In VRChat, a custom commissioned avatar, which includes animations and gestures, can cost between $100 and $2,000 depending on the model’s complexity and the skills required to make them. The most popular creators can get several requests a day through platforms like VRC Traders. According to the Endgame talk show, about 30% of creators on the platform work on avatar creation full-time.
As the VRChat user base increases, so does the demand for custom avatars. This has given birth to enterprises such as Tafi, an avatar company that offers users access to a library of pre-designed “infinitely customizable avatars.” About 30% of Tafi’s 400+ closet options are free and can be imported to VRChat with just a click. The rest are paid and cost around $5-$10 for a set of premium hairstyle, accessories, and clothes.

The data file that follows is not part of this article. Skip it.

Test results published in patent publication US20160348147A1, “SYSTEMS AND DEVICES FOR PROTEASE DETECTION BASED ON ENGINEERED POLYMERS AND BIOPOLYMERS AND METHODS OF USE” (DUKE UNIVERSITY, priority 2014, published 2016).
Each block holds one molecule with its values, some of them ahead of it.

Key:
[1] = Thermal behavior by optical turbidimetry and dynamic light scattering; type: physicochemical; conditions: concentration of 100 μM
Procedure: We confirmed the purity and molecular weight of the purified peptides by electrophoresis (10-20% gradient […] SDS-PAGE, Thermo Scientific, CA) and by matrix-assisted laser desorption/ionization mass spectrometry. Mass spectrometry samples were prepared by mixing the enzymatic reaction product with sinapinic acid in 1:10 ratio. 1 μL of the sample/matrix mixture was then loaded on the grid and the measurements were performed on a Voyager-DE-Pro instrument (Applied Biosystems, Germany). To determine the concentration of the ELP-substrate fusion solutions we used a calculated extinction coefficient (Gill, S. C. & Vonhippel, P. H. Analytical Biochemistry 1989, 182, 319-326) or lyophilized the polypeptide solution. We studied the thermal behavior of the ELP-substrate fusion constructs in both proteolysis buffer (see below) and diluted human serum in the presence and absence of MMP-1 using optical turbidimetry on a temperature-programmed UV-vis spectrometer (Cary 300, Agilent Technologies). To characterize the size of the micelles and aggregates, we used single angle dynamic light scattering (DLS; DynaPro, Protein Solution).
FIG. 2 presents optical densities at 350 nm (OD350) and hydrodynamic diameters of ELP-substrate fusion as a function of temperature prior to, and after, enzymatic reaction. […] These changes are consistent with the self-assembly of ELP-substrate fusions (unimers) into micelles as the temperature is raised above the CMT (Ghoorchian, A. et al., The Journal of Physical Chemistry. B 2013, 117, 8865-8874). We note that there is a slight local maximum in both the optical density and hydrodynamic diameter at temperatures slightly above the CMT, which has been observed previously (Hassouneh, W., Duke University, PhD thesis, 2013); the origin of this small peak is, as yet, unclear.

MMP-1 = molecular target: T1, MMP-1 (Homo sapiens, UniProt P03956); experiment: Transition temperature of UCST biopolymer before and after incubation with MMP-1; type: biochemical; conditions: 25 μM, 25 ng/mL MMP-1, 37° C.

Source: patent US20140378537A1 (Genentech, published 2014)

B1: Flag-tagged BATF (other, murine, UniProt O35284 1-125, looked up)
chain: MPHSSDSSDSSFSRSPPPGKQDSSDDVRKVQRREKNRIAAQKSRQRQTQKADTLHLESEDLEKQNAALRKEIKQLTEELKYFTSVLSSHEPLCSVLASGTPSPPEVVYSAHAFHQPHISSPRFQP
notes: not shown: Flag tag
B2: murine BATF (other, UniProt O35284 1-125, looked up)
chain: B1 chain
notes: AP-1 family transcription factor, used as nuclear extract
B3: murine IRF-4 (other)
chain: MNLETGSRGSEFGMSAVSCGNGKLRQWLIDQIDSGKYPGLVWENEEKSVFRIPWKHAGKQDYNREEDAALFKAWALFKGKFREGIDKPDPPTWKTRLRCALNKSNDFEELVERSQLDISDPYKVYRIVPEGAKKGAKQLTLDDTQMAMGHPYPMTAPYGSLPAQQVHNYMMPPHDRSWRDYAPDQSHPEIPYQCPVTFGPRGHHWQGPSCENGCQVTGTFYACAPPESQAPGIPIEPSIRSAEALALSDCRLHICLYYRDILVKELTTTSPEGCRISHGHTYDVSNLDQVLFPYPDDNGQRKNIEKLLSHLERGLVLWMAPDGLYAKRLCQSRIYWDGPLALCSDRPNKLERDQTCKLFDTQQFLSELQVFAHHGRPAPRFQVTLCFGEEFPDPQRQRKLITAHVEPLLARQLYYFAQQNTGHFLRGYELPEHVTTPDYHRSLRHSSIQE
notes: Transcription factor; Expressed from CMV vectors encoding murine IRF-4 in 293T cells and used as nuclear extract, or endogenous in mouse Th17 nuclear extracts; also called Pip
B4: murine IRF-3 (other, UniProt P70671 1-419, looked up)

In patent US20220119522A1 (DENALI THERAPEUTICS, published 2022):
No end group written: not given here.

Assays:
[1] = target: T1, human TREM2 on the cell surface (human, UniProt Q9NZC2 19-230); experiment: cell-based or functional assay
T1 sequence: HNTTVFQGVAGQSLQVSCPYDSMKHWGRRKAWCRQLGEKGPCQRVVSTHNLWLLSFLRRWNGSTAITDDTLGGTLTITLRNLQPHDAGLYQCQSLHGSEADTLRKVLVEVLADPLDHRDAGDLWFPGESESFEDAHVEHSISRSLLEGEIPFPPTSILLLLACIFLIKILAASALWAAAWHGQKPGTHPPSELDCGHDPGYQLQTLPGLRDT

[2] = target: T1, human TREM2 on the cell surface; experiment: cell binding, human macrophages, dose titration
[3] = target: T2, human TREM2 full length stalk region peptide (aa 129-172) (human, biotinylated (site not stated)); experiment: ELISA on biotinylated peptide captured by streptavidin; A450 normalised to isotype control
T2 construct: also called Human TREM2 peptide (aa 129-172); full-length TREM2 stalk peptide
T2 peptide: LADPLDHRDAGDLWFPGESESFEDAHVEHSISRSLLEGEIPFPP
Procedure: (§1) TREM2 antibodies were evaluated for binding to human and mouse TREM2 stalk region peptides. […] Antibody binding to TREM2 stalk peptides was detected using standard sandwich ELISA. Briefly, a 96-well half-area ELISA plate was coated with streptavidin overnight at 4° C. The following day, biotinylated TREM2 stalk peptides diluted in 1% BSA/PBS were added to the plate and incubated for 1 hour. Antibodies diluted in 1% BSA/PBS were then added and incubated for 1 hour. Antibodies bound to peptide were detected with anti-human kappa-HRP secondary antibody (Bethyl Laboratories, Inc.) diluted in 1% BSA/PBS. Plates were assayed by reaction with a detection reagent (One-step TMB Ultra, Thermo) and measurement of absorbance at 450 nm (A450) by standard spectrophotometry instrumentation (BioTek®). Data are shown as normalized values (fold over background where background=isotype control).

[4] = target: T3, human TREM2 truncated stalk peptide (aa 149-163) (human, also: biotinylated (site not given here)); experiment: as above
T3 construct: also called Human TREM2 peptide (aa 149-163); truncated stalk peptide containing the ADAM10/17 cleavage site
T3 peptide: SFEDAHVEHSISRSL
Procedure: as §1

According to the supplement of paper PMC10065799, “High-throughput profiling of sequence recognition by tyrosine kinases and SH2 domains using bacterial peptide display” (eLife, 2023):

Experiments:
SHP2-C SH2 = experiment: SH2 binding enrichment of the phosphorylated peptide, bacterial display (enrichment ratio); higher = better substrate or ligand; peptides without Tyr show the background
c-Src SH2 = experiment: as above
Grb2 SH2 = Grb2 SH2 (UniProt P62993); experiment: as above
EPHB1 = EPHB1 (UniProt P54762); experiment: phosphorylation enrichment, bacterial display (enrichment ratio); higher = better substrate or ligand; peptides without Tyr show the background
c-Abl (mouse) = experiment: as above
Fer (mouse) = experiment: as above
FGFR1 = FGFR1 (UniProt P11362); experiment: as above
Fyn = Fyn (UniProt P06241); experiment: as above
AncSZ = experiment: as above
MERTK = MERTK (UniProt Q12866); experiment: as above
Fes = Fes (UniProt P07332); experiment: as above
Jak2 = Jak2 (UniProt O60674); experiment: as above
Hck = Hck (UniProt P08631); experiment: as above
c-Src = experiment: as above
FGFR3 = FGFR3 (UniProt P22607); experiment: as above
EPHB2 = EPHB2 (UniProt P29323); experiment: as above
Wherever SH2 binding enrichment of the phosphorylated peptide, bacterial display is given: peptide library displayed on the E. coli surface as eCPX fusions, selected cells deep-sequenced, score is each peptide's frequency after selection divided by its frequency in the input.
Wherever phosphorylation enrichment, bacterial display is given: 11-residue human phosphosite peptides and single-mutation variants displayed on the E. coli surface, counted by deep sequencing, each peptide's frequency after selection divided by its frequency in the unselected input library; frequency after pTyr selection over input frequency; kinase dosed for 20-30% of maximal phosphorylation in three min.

VR social media offers major opportunities for businesses to experiment with custom assets and services. Second Life has several agents offering guided tours for new users, and a well-established real-estate network for buying virtual land. Similar ideas can be easily ported into platforms like VRChat.
A lot of today’s physical world is moving to VR, particularly after the COVID-19 pandemic changed the way we all work and interact with each other. Virtual performances from musicians, comedians, and artists are also becoming more commonplace, especially in games like Sansar.
VR allows for people to interact on a much more personal level. In consequence, there’s an increasing demand for custom avatars and experiences. As these emerging platforms continue to grow steadily, they make for the perfect playground to try new ideas.
This article was originally published in Startup Savant on October 28, 2020. Link: https://startupsavant.com/news/vr-opportunities